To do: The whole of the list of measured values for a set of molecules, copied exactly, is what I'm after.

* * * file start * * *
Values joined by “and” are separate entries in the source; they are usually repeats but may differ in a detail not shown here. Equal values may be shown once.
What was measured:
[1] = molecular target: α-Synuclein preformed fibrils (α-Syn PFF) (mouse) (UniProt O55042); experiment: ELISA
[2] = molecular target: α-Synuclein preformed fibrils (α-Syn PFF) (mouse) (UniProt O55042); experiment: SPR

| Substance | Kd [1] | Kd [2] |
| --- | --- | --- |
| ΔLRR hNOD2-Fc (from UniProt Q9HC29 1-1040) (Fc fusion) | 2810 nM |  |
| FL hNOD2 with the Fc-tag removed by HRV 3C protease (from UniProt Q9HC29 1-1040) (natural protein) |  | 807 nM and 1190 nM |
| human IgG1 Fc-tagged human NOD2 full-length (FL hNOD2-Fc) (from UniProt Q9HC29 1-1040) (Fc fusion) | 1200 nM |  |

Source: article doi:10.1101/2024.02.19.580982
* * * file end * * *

Values joined by “and” are separate entries in the source; they are usually repeats but may differ in a detail not shown here. Equal values may be shown once.
What was measured:
[1] = molecular target: α-Synuclein preformed fibrils (α-Syn PFF) (mouse) (UniProt O55042); experiment: ELISA
[2] = molecular target: α-Synuclein preformed fibrils (α-Syn PFF) (mouse) (UniProt O55042); experiment: SPR

| Substance | Kd [1] | Kd [2] |
| --- | --- | --- |
| ΔLRR hNOD2-Fc (from UniProt Q9HC29 1-1040) (Fc fusion) | 2810 nM |  |
| FL hNOD2 with the Fc-tag removed by HRV 3C protease (from UniProt Q9HC29 1-1040) (natural protein) |  | 807 nM and 1190 nM |
| human IgG1 Fc-tagged human NOD2 full-length (FL hNOD2-Fc) (from UniProt Q9HC29 1-1040) (Fc fusion) | 1200 nM |  |

Source: article doi:10.1101/2024.02.19.580982